Exams & Life Lessons
Welcome to the first LONICblog article
We want to make our website personal to relate to you the occupier. We hope you like it.
For this first blog, I want to write about – the future.
As I write this, thousands of young people, mainly 16-24 year olds, are sitting various exams. Some will be leaving school at 16 or 18 into an uncertain world – it has always been uncertain.
So many of us get wrapped up in these exams – yet do any of us really know at 16, 18 or 23 what we want to do in the future? Jim Ratcliffe founder of INEOS and now the richest man in the UK, founded INEOS at the age of 40. Sir Martin Sorrell left Saatchi and Saatchi also at 40, to start a small plastics company, WPP. There is something about the age of 40!
Many parents want their child to be a lawyer, doctor, accountant or future Bill Gates/Mark Zuckerberg – both of them dropped out of Harvard!
On an infinitely smaller scale, I founded LONIC at the age of 30. I didn’t discover what I was good at until 26 – it then took 3.5 years to make it happen, when the timing was right. If you are doing your exams, don’t worry if you don’t know what you want to be – just work hard at whatever subjects you’ve chosen – life is a constant learning curve.
LONIC has been an incredible journey. The business plan at the start has evolved but essentially, we are still an occupier-focused advisor. It has and continues to be an incredible experience – we are fortunate to have fantastic clients and are grateful for every instruction and mandate – without those, we don’t come to work.
Without wishing to leave anybody out, there have been a few individuals who might inspire those that are taking their exams today. Every project we have carried out over the past 10 years has its own story. The people below were an influential part:-
John Labdon – John worked at M&S as both man and boy for 25 years. He was asked by Sir Richard Greenbury to go and run Brooks Brothers in the USA – a major promotion. He declined! – citing family reasons, as his children were young and he did not want to unsettle them. So was fired on the spot!
He did not know what to do. Two days later, he got a call from a friend who asked him to go and run a nearby hospital project paying £600 a day. Within 2 years, he had 40 clients he was a consultant to. When LONIC started he said to me on my first day “you’ll do our acquisitions” – and was the most loyal friend and client one could imagine – and never held a grudge against M&S. I have a lot to be grateful to him for. Even in his late 60’s and early 70’s when diagnosed first with MS, then cancer, he worked harder than anyone, travelling up weekly from his home near Colchester to London – 2 hours. I miss him. A wonderful individual.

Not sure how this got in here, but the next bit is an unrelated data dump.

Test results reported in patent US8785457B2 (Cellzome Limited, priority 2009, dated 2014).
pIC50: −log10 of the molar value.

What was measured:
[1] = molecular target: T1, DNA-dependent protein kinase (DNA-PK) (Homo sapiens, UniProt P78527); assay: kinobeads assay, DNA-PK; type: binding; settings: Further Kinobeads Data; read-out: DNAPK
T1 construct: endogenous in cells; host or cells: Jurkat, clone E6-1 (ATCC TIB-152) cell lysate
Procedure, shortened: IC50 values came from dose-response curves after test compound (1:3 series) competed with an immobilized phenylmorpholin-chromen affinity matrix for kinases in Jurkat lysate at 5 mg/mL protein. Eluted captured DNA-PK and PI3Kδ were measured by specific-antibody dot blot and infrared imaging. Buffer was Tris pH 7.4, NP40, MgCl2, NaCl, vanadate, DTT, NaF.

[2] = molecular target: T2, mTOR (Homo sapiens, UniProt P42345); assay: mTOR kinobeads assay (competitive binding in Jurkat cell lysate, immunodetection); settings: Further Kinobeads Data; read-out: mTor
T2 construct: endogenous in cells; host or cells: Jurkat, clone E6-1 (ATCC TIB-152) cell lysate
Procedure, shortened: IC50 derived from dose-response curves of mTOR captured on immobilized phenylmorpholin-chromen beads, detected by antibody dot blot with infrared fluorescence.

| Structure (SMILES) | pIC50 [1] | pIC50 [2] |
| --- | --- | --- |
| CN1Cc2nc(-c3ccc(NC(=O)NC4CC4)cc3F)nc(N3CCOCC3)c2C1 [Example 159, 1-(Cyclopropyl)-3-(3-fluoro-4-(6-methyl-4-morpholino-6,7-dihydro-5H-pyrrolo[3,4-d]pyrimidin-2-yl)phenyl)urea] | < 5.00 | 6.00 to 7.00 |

Tony Lorenz & Lloyd Simon – Tony founded Baker Lorenz in 1973 with John Baker. Anyone who tells you working on one floor is the answer is not strictly correct – it’s about flow and culture. Baker Lorenz had the best reception in London (designed like terminal 5) with the worst offices, all higgildy piggildy upstairs. Yet the firm was fantastic and profitable every year. Today at 71, Tony still works harder than most, sticking to corporate leasehold advisory – 25-hour days and 8-day weeks. He brought LONIC in to act for two major corporates. it was an incredible journey for us and we are always grateful.
Lloyd is now a Principle. When he was an office agent, everyone loved him and he was one of the best. To make the jump from Agent to Principle is not easy but he has done so. Both Tony and Lloyd remain driven and hungry. Tony is a lesson to anyone, the benefit of sticking to what you know. Lloyd in ensuring people like/love you and being the best.
Eamon Jabbawy – only mid 20’s but now running a company employing over 200 people. While still at university, Eamon went to all the banks and asked them what their biggest problem was. Once they told him, he devised the solution. From 1000 sq ft his company now occupies 20,000 sq ft – simples (possibly!). Too often we knock success – he has worked hard to build the business from scratch.
So for those taking your exams, you can be an A* pupil but an F* worker or, an F* pupil and A* worker. Life goes on after your last exam, regardless of your grades.
Don’t worry if you don’t know what you want to do, but when you do get an idea or you end up in a job you love, be the best you can. You will have awesome days and so so days. If you go into professional services, be original. If you go into tech, it is a young industry so have people around you who are wiser.
Align with your favourite sport star and study them – sport and business are two sides of the same coin – even Loris Karius sacrificed his life to be able to be Number 1 for Liverpool in the European Cup Final – mistakes will happen! – try not to make them 😊
Be loyal, treat employers, colleagues, people you meet in the street, employees, like you would want yourself to be treated and surround yourself with people you trust. If you do the travelling thing or have a job that takes you abroad often, make sure you see the places you visit. If you go to University, enjoy it. Whatever you do, never let anyone ever tell you, you can’t do something and constantly learn.
Enjoy the journey and we wish you every success with your exams.